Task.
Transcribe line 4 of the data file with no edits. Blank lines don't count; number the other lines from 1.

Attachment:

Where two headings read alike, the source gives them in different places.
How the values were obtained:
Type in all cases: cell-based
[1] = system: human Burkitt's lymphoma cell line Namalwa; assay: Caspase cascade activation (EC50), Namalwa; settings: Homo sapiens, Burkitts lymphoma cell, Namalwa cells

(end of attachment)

[1] = system: human Burkitt's lymphoma cell line Namalwa; assay: Caspase cascade activation (EC50), Namalwa; settings: Homo sapiens, Burkitts lymphoma cell, Namalwa cells